By Sydney Snider, OCJ FFA reporter
Raising livestock, growing crops or working for an agribusiness are recognized areas agricultural education students are often involved with as a part of their supervised agricultural experience (SAE). Nationally, there are 47 proficiency award areas for students to be recognized for their efforts and earnings in different areas of agriculture.
The Ohio FFA Association has two proficiency award areas not recognized on the national level: organic agriculture and accounting. These areas interest students across the state and allow them to gain skills, knowledge and experience in two unique, yet vital, sectors of agriculture. Keep reading to learn more about two students who have developed passions for these Ohio-specific proficiency areas.
Grant DeBruin, a junior member of the Miami Trace FFA Chapter, helps on his family farm as a part of his organic agriculture SAE. DeBruin’s family has an organic pasture dairy farm located near Greenfield, Ohio.
“I complete nearly all of the jobs that are involved on the farm including feeding, bedding, raising young calves, milking, moving and treating milk cows,” said DeBruin, who also helps maintain the pasture and perform maintenance work on equipment.
DeBruin said he is always ready to take on other miscellaneous jobs on the farm, including chasing down the occasional escaped cow. In addition to his farm duties, DeBruin also has a booth at the Fayette County Farmer’s Market where he sells his family’s garden produce. DeBruin has gained valuable skills and knowledge through his organic agriculture SAE.
“My SAE has taught me the sciences of raising and milking cattle, keeping pastures edible and alive, keeping equipment in good condition and caring for the earth around me using conservation practices and good farm management,” said DeBruin.
As a 2019 state proficiency finalist, DeBruin said he is honored to be a part of raising awareness of the organic agriculture sector within Ohio. He hopes more students will develop an interest in the proficiency area, or at least grow a desire to learn more about organic agriculture.
“I suggest that someone interested in beginning an organic agriculture SAE begin keeping good records from the beginning of the project and be prepared to explain what organic is and means – for both animals and people,” DeBruin said.
According to Ridgemont FFA member, Mekenzie Joliff, the accounting proficiency area combines all of her SAE projects in order to evaluate her ability to use financial records to analyze and make financial stable decisions. The high school junior said this proficiency area has taught her the value of persistence and having a supportive network.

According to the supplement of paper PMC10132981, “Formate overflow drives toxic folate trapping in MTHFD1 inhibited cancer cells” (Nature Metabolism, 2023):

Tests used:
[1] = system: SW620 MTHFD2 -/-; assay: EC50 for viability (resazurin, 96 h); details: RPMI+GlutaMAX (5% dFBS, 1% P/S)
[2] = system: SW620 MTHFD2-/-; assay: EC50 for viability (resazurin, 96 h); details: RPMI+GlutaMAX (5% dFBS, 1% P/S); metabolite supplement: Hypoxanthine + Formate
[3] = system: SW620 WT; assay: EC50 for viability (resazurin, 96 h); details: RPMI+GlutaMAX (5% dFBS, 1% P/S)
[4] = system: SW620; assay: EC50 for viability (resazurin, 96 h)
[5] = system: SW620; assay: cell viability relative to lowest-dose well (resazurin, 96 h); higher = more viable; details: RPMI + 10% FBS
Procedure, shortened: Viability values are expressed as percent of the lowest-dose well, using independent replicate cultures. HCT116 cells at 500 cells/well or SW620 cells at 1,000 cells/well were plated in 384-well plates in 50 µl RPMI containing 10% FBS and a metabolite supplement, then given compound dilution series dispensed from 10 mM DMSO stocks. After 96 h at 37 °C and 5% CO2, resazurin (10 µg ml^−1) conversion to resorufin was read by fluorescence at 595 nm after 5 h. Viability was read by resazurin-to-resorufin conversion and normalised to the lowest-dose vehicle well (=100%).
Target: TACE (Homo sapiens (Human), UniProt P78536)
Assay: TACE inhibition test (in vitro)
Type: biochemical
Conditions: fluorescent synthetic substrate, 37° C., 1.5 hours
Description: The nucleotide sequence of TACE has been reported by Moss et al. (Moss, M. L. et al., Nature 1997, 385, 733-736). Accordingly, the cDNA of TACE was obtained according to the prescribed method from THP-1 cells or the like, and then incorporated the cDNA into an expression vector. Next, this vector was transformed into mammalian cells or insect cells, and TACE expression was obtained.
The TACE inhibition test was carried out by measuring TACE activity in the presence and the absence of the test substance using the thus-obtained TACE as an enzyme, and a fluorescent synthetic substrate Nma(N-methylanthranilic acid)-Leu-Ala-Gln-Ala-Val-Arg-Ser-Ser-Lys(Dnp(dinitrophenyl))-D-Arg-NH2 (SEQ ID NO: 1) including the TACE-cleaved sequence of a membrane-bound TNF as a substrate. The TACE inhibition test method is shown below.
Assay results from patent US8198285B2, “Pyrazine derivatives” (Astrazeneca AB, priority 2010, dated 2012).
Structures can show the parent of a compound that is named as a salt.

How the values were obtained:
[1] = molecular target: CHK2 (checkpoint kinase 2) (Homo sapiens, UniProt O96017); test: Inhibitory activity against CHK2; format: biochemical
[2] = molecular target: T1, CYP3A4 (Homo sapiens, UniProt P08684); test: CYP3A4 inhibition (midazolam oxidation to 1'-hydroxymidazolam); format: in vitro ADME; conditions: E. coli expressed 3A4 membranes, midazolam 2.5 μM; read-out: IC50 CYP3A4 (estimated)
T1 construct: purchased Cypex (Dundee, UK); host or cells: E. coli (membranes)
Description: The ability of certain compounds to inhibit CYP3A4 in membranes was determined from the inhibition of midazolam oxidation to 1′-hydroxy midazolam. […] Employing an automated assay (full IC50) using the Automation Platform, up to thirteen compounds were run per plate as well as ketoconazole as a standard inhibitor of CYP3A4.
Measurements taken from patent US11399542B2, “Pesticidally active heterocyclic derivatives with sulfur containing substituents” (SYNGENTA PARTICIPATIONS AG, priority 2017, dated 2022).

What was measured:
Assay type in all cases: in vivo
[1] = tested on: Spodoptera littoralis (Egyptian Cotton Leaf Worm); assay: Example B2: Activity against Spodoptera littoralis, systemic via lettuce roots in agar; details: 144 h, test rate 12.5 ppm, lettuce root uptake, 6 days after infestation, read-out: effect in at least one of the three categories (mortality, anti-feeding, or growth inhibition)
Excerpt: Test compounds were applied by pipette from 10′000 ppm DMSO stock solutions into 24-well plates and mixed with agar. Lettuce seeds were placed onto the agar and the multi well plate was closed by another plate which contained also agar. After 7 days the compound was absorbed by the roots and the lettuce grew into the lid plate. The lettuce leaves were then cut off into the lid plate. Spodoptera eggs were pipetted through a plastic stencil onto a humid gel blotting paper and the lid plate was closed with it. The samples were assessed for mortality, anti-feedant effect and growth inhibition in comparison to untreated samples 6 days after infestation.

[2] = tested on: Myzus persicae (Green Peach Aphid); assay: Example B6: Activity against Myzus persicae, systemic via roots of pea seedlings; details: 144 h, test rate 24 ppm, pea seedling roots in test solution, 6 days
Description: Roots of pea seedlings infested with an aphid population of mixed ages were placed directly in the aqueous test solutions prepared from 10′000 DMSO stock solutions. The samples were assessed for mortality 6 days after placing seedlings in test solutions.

“Persistence is key, especially when I have several different aspects of economics and employment that I am accounting for to mitigate my risks,” said Joliff, who has SAE projects involving beef cattle, market hogs, farm work placement and a service-learning experience in her agricultural education classroom. Joliff is kept busy with these SAE areas and is thankful for those who support her.
“I have many people in the agricultural industry offer me support, knowledge and words of encouragement that have been important to my success in projects and life,” said Joliff. She said the networking skills she’s gained from the accounting proficiency area are transferable and will be useful throughout her life.
Joliff began her accounting records by creating a budget for all her SAE projects. She said this budget serves as a guide for decision-making and helps her plan for the opportunity of cash flow.
“I record expenses and incomes in the Agricultural Experience Tracker [AET], which is a personalized online FFA record book system for tracking my experiences. In addition to entrepreneurship records, I keep placement records on AET, which records the skill I have gained while working for other people,” Joliff said.
Like DeBruin, Joliff is a 2019 state proficiency finalist. She is elated to be recognized at the state level for her knowledge and ability to make financially sound investments.
“I have spent many hours evaluating expenses and determining how to invest my income. All of these aspects revolve around the need to understand finances and risk management and being a top four proficiency finalist is an experience that I have always dreamed about – especially in the accounting division,” said Joliff.
The Ohio FFA Association congratulates all state proficiency finalists. Winners will be announced during the second and third sessions of the 91st Ohio FFA State Convention held May 2-3, 2019.